London’s fame as famous gambling center dates back to the mid-18th century when gaming clubs like Almacks, White’s Brooks’s, and the Cocoa Tree first became fashionable.  But the peak of this fame was not reached until some 50 years later, with the founding of a new club (in 1827) by a one-time fishmonger and freelance gambler named William Crockford.  And though many of the old clubs still enjoy wide reputations among gamblers today, Crockford’s remains the most internationally famous.

William Crockford’s career was a remarkable one from start to finish.  He had been fishmonger of Fleet Street with a sideline in bookmaking and such small-scale swindles as three-card trick.  In 1816 he bought quarter-share in a gambling tavern in St. James’s.  But Crockford realized that this tavern could only have a limited success.  He knew that the most popular clubs (like White’s and Brook’s) were popular because they were selective, and that if he wanted to compete with them he would have to plan on a much grander scale, and go all out to get the top people as members.  And William Crockford certainly wanted to compete.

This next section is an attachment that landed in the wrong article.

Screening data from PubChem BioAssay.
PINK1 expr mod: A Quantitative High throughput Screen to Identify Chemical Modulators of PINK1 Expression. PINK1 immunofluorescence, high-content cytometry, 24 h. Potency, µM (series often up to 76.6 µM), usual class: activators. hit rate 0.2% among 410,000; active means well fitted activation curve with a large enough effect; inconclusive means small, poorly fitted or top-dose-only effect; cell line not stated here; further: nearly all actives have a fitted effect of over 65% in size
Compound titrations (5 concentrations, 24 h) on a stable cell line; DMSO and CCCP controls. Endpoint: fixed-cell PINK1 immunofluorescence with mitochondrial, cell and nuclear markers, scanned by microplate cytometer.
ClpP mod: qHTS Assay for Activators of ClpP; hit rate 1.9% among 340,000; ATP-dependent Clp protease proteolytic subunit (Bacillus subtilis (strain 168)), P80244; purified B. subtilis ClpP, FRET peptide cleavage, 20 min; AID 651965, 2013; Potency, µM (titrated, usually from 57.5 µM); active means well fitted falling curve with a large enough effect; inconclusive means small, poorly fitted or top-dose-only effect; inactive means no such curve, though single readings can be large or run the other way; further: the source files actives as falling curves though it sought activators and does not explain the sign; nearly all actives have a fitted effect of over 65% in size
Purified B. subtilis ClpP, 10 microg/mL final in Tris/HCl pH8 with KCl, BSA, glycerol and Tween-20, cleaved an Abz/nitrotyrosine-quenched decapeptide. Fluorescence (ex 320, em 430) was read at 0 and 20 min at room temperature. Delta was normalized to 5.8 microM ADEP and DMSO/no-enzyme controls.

Accordingly, he bought four adjoining houses around the corner in St. James’s Street (a very fashionable area of London), decorated them lavishly, offered the finest foods and wines at very reasonable prices, and enrolled a number of distinguished members.  Among the first of these were the Duke of Wellington and Lord Chesterfield (who gained the place early notoriety by losing the equivalent of $ 115,000 in a single seven-hour hazard session).  Not long after, Lord Rivers, Lord Sefton, and Lord Grenville joined and added to the club’s reputation by losing the equivalent of nearly $ 500,000 each in an evening.